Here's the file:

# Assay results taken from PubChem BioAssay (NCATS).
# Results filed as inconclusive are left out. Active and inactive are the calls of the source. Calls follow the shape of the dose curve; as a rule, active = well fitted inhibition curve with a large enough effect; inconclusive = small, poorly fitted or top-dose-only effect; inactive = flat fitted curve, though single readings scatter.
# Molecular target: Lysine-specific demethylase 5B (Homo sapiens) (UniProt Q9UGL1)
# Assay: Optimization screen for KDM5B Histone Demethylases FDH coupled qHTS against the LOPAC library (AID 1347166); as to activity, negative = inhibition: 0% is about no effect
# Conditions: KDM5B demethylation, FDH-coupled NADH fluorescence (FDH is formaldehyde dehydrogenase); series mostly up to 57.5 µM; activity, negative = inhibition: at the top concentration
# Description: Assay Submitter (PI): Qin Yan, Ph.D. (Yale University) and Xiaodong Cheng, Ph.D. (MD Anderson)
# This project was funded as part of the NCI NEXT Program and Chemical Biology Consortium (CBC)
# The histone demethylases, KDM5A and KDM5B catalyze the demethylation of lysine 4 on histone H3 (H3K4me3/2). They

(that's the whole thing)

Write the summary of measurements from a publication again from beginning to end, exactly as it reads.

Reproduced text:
# Assay results taken from PubChem BioAssay (NCATS).
# Results filed as inconclusive are left out. Active and inactive are the calls of the source. Calls follow the shape of the dose curve; as a rule, active = well fitted inhibition curve with a large enough effect; inconclusive = small, poorly fitted or top-dose-only effect; inactive = flat fitted curve, though single readings scatter.
# Molecular target: Lysine-specific demethylase 5B (Homo sapiens) (UniProt Q9UGL1)
# Assay: Optimization screen for KDM5B Histone Demethylases FDH coupled qHTS against the LOPAC library (AID 1347166); as to activity, negative = inhibition: 0% is about no effect
# Conditions: KDM5B demethylation, FDH-coupled NADH fluorescence (FDH is formaldehyde dehydrogenase); series mostly up to 57.5 µM; activity, negative = inhibition: at the top concentration
# Description: Assay Submitter (PI): Qin Yan, Ph.D. (Yale University) and Xiaodong Cheng, Ph.D. (MD Anderson)
# This project was funded as part of the NCI NEXT Program and Chemical Biology Consortium (CBC)
# The histone demethylases, KDM5A and KDM5B catalyze the demethylation of lysine 4 on histone H3 (H3K4me3/2). They